Our View From Here

Perspectives of Five Women

Being Bicoastal

New York City Skyline Sunset

Image by mikeleeorg via Flickr

Greetings from New Jersey! Last Thursday, I flew from Seattle to Newark in order to enjoy a nearly three week vacation in the beautiful Edison, NJ area. While I realize that this is not usually considered a highly desirable vacation destination, it serves as a fantastic home base while I hit five states in my 19 days out here.

I love Seattle, but I truly miss the East Coast. I lived in PA for 9 years, NJ for two, and NYC for two.  Seattle will always be my hometown, but there are a lot of things that I miss about the mid-Atlantic region:


Seattle has two seasons – cold rain (November to April) and warmer rain (May to October). While growing up, I was used to this, but when I moved to PA, I became accustomed to have four distinct seasons. I loved the warmth of the summer, the cool crispness and changing leaves of the fall, the snow in the winter, and the actual spring.  Seattle doesn’t get much snow and has a very mild climate due to its proximity to the ocean. We also have a lot of evergreen trees (thus the name the Evergreen State), so we don’t have the amazing color changing leaves. I truly miss the seasonal differences that I grew to love out East.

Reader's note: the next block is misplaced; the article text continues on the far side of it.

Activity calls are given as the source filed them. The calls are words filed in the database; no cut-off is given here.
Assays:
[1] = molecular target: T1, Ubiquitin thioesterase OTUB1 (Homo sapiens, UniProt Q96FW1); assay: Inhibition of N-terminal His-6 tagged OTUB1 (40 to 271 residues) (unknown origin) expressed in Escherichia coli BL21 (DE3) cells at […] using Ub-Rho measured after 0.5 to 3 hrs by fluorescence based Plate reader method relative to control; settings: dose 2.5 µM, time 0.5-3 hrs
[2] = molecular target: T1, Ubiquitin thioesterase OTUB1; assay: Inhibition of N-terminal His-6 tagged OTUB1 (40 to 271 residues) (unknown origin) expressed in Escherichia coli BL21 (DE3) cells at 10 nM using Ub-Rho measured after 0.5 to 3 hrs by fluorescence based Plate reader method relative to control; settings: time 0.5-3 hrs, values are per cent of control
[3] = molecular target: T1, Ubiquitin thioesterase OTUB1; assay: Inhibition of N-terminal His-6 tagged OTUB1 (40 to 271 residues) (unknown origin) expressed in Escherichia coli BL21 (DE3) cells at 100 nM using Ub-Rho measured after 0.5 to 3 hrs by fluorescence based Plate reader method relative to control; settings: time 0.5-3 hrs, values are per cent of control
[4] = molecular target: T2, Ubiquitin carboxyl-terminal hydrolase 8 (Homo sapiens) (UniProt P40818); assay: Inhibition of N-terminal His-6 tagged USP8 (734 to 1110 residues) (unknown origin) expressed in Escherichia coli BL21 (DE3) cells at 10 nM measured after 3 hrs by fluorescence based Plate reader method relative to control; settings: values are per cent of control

I think the reason that I have had success with my weight loss in the past several months is because there is nothing to eat out west. Maybe if you have a lot of money and can afford fancy or cutting edge restaurants, food in Seattle is great. However, especially living in New York, I loved being able to walk in some little hole in the wall and having a fantastic meal.  The pizza is fantastic (all we have in Seattle is chains), the best Italian restaurant I’ve ever been to is a little family owned place just north of Times Square, and even at your little corner deli, you knew you could get a great sandwich (Seattle loves its Subway!). If I still lived here, I don’t know that I would have lost the weight I did, but I think I would be much more gastronomically satisfied.

Getting Around: